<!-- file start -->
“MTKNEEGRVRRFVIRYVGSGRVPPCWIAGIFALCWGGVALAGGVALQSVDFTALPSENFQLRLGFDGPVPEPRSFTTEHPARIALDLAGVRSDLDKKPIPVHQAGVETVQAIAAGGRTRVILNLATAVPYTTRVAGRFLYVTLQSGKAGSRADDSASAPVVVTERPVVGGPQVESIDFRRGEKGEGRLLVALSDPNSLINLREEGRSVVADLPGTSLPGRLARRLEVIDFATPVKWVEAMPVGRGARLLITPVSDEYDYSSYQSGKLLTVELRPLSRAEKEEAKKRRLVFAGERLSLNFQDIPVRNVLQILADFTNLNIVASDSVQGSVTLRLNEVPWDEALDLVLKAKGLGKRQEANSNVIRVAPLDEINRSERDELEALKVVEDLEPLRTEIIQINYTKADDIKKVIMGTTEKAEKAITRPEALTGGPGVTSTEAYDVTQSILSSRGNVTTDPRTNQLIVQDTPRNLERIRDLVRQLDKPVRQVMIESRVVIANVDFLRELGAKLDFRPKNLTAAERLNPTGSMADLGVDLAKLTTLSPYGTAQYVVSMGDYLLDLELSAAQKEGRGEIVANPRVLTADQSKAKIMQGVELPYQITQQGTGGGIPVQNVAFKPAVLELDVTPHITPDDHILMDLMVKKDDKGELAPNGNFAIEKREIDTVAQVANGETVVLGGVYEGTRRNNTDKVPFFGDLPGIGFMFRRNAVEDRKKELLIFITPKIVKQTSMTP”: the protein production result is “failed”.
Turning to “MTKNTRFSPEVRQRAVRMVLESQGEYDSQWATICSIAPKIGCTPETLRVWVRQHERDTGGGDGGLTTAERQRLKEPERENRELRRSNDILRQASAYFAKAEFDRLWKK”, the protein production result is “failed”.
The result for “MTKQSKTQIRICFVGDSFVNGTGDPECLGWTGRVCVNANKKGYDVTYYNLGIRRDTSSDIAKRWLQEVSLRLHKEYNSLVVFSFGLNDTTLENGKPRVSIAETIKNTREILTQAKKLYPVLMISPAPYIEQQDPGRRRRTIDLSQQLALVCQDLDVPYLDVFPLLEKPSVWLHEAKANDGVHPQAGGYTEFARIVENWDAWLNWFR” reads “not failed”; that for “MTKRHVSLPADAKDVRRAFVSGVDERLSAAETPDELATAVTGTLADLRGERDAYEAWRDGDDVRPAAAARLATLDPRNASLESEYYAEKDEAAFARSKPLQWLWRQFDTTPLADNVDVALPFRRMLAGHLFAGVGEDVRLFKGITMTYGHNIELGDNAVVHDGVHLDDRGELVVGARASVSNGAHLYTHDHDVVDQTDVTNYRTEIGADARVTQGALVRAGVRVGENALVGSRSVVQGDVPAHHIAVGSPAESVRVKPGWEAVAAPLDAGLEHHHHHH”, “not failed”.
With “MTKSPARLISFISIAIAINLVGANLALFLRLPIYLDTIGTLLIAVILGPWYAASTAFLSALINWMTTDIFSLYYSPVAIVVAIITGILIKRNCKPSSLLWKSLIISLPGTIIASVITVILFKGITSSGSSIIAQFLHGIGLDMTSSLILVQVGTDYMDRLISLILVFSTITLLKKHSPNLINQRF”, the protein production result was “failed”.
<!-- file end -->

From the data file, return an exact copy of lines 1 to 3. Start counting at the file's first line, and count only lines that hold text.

“MTKNEEGRVRRFVIRYVGSGRVPPCWIAGIFALCWGGVALAGGVALQSVDFTALPSENFQLRLGFDGPVPEPRSFTTEHPARIALDLAGVRSDLDKKPIPVHQAGVETVQAIAAGGRTRVILNLATAVPYTTRVAGRFLYVTLQSGKAGSRADDSASAPVVVTERPVVGGPQVESIDFRRGEKGEGRLLVALSDPNSLINLREEGRSVVADLPGTSLPGRLARRLEVIDFATPVKWVEAMPVGRGARLLITPVSDEYDYSSYQSGKLLTVELRPLSRAEKEEAKKRRLVFAGERLSLNFQDIPVRNVLQILADFTNLNIVASDSVQGSVTLRLNEVPWDEALDLVLKAKGLGKRQEANSNVIRVAPLDEINRSERDELEALKVVEDLEPLRTEIIQINYTKADDIKKVIMGTTEKAEKAITRPEALTGGPGVTSTEAYDVTQSILSSRGNVTTDPRTNQLIVQDTPRNLERIRDLVRQLDKPVRQVMIESRVVIANVDFLRELGAKLDFRPKNLTAAERLNPTGSMADLGVDLAKLTTLSPYGTAQYVVSMGDYLLDLELSAAQKEGRGEIVANPRVLTADQSKAKIMQGVELPYQITQQGTGGGIPVQNVAFKPAVLELDVTPHITPDDHILMDLMVKKDDKGELAPNGNFAIEKREIDTVAQVANGETVVLGGVYEGTRRNNTDKVPFFGDLPGIGFMFRRNAVEDRKKELLIFITPKIVKQTSMTP”: the protein production result is “failed”.
Turning to “MTKNTRFSPEVRQRAVRMVLESQGEYDSQWATICSIAPKIGCTPETLRVWVRQHERDTGGGDGGLTTAERQRLKEPERENRELRRSNDILRQASAYFAKAEFDRLWKK”, the protein production result is “failed”.
The result for “MTKQSKTQIRICFVGDSFVNGTGDPECLGWTGRVCVNANKKGYDVTYYNLGIRRDTSSDIAKRWLQEVSLRLHKEYNSLVVFSFGLNDTTLENGKPRVSIAETIKNTREILTQAKKLYPVLMISPAPYIEQQDPGRRRRTIDLSQQLALVCQDLDVPYLDVFPLLEKPSVWLHEAKANDGVHPQAGGYTEFARIVENWDAWLNWFR” reads “not failed”; that for “MTKRHVSLPADAKDVRRAFVSGVDERLSAAETPDELATAVTGTLADLRGERDAYEAWRDGDDVRPAAAARLATLDPRNASLESEYYAEKDEAAFARSKPLQWLWRQFDTTPLADNVDVALPFRRMLAGHLFAGVGEDVRLFKGITMTYGHNIELGDNAVVHDGVHLDDRGELVVGARASVSNGAHLYTHDHDVVDQTDVTNYRTEIGADARVTQGALVRAGVRVGENALVGSRSVVQGDVPAHHIAVGSPAESVRVKPGWEAVAAPLDAGLEHHHHHH”, “not failed”.